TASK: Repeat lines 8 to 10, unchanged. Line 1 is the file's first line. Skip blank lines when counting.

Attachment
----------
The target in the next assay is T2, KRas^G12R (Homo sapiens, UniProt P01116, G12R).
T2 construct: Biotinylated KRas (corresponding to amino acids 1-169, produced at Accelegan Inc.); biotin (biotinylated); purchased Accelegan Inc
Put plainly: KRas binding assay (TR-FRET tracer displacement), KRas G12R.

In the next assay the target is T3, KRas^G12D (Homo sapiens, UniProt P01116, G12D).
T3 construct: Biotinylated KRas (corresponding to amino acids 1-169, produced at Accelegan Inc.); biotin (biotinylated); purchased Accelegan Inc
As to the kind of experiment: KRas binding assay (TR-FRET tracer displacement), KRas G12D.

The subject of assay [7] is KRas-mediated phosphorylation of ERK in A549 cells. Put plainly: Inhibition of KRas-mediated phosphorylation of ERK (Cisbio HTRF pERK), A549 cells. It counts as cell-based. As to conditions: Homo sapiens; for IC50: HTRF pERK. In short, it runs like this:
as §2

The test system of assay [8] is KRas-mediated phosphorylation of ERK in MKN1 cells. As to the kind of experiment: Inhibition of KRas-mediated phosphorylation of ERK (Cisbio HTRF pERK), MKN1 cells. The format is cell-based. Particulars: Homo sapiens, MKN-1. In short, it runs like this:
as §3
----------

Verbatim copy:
as §2

The test system of assay [8] is KRas-mediated phosphorylation of ERK in MKN1 cells. As to the kind of experiment: Inhibition of KRas-mediated phosphorylation of ERK (Cisbio HTRF pERK), MKN1 cells. The format is cell-based. Particulars: Homo sapiens, MKN-1. In short, it runs like this:
as §3